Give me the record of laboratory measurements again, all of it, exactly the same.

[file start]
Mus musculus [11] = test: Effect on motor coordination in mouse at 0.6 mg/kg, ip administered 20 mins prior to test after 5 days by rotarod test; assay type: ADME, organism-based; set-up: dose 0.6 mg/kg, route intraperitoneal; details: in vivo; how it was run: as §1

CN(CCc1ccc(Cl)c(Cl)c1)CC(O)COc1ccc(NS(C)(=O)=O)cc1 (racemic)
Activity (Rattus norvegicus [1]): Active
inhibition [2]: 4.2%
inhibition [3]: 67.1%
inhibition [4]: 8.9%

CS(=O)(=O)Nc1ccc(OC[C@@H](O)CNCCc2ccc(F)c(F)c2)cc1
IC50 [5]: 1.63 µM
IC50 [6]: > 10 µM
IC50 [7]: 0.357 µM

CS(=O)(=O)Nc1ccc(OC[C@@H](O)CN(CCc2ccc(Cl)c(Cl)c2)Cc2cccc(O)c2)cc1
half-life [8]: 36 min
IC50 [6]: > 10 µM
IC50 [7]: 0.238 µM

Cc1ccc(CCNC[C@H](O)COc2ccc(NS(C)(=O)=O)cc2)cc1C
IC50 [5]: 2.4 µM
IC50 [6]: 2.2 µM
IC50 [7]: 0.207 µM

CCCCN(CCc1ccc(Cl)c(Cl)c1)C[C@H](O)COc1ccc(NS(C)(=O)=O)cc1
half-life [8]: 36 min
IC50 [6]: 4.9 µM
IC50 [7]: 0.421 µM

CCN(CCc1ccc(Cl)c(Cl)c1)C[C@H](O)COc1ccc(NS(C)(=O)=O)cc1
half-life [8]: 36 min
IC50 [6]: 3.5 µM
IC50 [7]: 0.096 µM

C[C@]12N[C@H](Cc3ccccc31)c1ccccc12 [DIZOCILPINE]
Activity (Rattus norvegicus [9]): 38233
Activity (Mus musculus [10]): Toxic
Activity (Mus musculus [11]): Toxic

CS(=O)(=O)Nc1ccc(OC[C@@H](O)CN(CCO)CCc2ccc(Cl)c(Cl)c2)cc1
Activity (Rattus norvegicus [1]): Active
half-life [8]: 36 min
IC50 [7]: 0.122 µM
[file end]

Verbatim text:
Mus musculus [11] = test: Effect on motor coordination in mouse at 0.6 mg/kg, ip administered 20 mins prior to test after 5 days by rotarod test; assay type: ADME, organism-based; set-up: dose 0.6 mg/kg, route intraperitoneal; details: in vivo; how it was run: as §1

CN(CCc1ccc(Cl)c(Cl)c1)CC(O)COc1ccc(NS(C)(=O)=O)cc1 (racemic)
Activity (Rattus norvegicus [1]): Active
inhibition [2]: 4.2%
inhibition [3]: 67.1%
inhibition [4]: 8.9%

CS(=O)(=O)Nc1ccc(OC[C@@H](O)CNCCc2ccc(F)c(F)c2)cc1
IC50 [5]: 1.63 µM
IC50 [6]: > 10 µM
IC50 [7]: 0.357 µM

CS(=O)(=O)Nc1ccc(OC[C@@H](O)CN(CCc2ccc(Cl)c(Cl)c2)Cc2cccc(O)c2)cc1
half-life [8]: 36 min
IC50 [6]: > 10 µM
IC50 [7]: 0.238 µM

Cc1ccc(CCNC[C@H](O)COc2ccc(NS(C)(=O)=O)cc2)cc1C
IC50 [5]: 2.4 µM
IC50 [6]: 2.2 µM
IC50 [7]: 0.207 µM

CCCCN(CCc1ccc(Cl)c(Cl)c1)C[C@H](O)COc1ccc(NS(C)(=O)=O)cc1
half-life [8]: 36 min
IC50 [6]: 4.9 µM
IC50 [7]: 0.421 µM

CCN(CCc1ccc(Cl)c(Cl)c1)C[C@H](O)COc1ccc(NS(C)(=O)=O)cc1
half-life [8]: 36 min
IC50 [6]: 3.5 µM
IC50 [7]: 0.096 µM

C[C@]12N[C@H](Cc3ccccc31)c1ccccc12 [DIZOCILPINE]
Activity (Rattus norvegicus [9]): 38233
Activity (Mus musculus [10]): Toxic
Activity (Mus musculus [11]): Toxic

CS(=O)(=O)Nc1ccc(OC[C@@H](O)CN(CCO)CCc2ccc(Cl)c(Cl)c2)cc1
Activity (Rattus norvegicus [1]): Active
half-life [8]: 36 min
IC50 [7]: 0.122 µM